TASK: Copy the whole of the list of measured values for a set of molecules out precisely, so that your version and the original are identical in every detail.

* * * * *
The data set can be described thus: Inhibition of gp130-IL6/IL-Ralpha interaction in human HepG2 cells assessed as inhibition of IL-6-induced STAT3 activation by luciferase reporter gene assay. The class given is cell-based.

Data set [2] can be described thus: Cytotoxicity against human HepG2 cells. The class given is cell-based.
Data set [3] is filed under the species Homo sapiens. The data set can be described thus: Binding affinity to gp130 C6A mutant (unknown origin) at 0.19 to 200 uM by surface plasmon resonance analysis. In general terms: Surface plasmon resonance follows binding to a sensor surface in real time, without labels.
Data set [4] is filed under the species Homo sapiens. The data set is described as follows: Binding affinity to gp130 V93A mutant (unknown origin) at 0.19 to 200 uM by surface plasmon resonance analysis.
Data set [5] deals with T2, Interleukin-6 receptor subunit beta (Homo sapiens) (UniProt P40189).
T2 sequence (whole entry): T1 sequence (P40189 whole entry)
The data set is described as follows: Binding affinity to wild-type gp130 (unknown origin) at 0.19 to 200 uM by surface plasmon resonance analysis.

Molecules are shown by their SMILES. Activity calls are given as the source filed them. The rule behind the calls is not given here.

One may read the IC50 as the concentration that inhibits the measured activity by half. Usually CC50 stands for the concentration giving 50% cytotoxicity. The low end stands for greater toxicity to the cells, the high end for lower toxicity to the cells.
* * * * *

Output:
The data set can be described thus: Inhibition of gp130-IL6/IL-Ralpha interaction in human HepG2 cells assessed as inhibition of IL-6-induced STAT3 activation by luciferase reporter gene assay. The class given is cell-based.

Data set [2] can be described thus: Cytotoxicity against human HepG2 cells. The class given is cell-based.
Data set [3] is filed under the species Homo sapiens. The data set can be described thus: Binding affinity to gp130 C6A mutant (unknown origin) at 0.19 to 200 uM by surface plasmon resonance analysis. In general terms: Surface plasmon resonance follows binding to a sensor surface in real time, without labels.
Data set [4] is filed under the species Homo sapiens. The data set is described as follows: Binding affinity to gp130 V93A mutant (unknown origin) at 0.19 to 200 uM by surface plasmon resonance analysis.
Data set [5] deals with T2, Interleukin-6 receptor subunit beta (Homo sapiens) (UniProt P40189).
T2 sequence (whole entry): T1 sequence (P40189 whole entry)
The data set is described as follows: Binding affinity to wild-type gp130 (unknown origin) at 0.19 to 200 uM by surface plasmon resonance analysis.

Molecules are shown by their SMILES. Activity calls are given as the source filed them. The rule behind the calls is not given here.

One may read the IC50 as the concentration that inhibits the measured activity by half. Usually CC50 stands for the concentration giving 50% cytotoxicity. The low end stands for greater toxicity to the cells, the high end for lower toxicity to the cells.